If you’re nervous about having the house everyone will gather at for holiday dinner – any holiday – the best thing you can do is relax and give yourself permission to have fun, according to leading entertaining pros. Experienced grandmothers will also tell you that the best future memories are of the times the power went out, the turkey was charred, or the gravy was a lumpy mess.
Plan Ahead – Be Inventive
Worries about hosting the Thanksgiving meal for family and friends have plagued homemakers in this country for almost 200 years. In 1829, Lydia Marie Child wrote a book entitled The Frugal Housewife; in the following decade, it went through 10 printings. Child, who was newly married at the time, also penned the words to a familiar poem which began, “Over the river and through the wood. . . .” Familiar?
Even Grandma can feel the stress of having the extended family invade her house for the holidays. But the perspective of a few “Thanksgivings past” can shed a little light on what is truly important – and what is not.
The Best Advice – Keep It Simple
The first rule of entertaining, whether family or a roomful of strangers, is that if you’re having fun your guests will have fun. Advance planning will help to eliminate stress and keep costs in control:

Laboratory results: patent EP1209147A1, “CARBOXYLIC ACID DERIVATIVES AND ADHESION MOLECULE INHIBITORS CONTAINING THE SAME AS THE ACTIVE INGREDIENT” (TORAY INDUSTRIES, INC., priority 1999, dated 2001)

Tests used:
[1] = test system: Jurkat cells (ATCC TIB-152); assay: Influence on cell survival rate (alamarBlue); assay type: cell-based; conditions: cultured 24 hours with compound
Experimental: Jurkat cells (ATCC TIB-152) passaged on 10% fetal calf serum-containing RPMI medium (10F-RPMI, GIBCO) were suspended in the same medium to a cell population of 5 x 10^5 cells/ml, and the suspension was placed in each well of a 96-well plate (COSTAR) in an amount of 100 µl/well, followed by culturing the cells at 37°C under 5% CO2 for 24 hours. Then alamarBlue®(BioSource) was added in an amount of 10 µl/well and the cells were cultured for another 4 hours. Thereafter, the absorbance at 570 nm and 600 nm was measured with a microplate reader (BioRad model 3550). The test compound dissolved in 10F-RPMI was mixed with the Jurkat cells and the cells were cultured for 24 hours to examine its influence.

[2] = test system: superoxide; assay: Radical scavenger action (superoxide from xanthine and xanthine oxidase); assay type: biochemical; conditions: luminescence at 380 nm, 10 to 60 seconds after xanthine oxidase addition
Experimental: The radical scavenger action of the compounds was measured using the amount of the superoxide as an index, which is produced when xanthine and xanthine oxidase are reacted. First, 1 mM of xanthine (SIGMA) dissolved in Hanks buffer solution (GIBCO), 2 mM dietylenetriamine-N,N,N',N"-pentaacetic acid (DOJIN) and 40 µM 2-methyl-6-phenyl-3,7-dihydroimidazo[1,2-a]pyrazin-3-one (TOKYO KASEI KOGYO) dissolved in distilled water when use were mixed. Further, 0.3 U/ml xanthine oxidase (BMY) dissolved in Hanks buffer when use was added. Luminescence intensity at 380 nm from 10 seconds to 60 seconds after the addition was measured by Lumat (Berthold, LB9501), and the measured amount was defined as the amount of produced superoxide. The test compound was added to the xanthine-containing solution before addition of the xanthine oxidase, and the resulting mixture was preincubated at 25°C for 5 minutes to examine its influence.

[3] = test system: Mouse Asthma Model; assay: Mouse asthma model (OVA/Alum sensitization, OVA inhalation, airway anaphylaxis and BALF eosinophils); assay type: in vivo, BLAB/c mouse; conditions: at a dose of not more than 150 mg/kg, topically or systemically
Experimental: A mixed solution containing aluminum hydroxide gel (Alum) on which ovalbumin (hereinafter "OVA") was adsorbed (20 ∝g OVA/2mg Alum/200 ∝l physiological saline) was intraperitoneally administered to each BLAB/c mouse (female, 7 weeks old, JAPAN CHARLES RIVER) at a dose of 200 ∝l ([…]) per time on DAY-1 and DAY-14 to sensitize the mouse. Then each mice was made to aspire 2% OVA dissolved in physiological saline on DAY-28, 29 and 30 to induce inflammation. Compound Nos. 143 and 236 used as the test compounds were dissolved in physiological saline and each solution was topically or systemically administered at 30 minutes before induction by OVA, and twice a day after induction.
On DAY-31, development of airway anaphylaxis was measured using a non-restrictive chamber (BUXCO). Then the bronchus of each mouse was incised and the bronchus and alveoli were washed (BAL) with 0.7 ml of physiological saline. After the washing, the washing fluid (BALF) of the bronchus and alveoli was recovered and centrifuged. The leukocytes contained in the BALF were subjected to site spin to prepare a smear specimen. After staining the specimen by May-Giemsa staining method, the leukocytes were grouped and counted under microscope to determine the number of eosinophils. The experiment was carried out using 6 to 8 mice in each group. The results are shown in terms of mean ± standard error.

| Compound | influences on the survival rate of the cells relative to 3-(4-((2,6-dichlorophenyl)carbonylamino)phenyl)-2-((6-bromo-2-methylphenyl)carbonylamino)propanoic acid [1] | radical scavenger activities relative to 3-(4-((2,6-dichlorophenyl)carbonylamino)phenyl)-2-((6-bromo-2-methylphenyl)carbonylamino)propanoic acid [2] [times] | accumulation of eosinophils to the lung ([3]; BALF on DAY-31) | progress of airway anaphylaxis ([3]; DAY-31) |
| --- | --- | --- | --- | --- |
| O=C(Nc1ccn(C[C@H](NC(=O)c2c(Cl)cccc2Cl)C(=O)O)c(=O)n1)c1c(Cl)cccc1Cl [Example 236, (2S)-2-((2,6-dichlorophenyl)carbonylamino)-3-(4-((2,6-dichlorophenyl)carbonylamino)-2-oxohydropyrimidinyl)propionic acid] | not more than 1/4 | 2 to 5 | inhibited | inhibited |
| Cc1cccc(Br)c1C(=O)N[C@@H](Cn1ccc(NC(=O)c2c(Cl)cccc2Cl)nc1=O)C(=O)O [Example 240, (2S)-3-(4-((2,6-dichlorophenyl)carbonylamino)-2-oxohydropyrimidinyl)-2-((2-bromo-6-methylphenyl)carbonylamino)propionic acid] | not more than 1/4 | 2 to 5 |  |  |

- Take stock of what you have – count forks, plates, glasses, and chairs; supplement by borrowing from neighbors. Or, visit the dollar store to stock up on plain white plates and simple glasses.
- Mix and match: Use grandma’s silver, flea market serving pieces and platters, estate sale wine glasses and vintage tablecloths and napkins.
- Buy scented candles at the dollar store to add seasonal flavor to your home. Pile fresh fruits or vegetables in a clear glass bowl, or use a bowl of nuts centered by a chunky candle as a centerpiece. A grouping of broccoli and cauliflower heads would be inventive and colorful.
- Keep the menu basic and hearty: Shop carefully, buy only what you need, and never say no if others offer to bring a dish, whether it’s an appetizer, the sweet potato casserole, or the dessert.
Make a Plan – Have a Budget
In Dallas supermarkets the weekend before Thanksgiving, we found the following specials at various national chains: Frozen basted turkey at $.47 a pound, or fresh turkey at $.99 a pound, with a purchase of $20 in additional groceries; 3 lbs. of sweet potatoes for $.99; 10 lbs. of russet potatoes at $1.29, and Green Giant canned vegetables (all the Thanksgiving favorites) at $.49 each.
We also noticed the following products, all at just $.99: fresh cranberries, 1 lb. bag; 2 liter bottles of Coca Cola, iceberg lettuce and Pillsbury Grands biscuits.
With just a little bit of ingenuity and some careful planning, Thanksgiving dinner for 10 to 12 people will add up to between $30 and $35. Now, that’s something to be thankful for!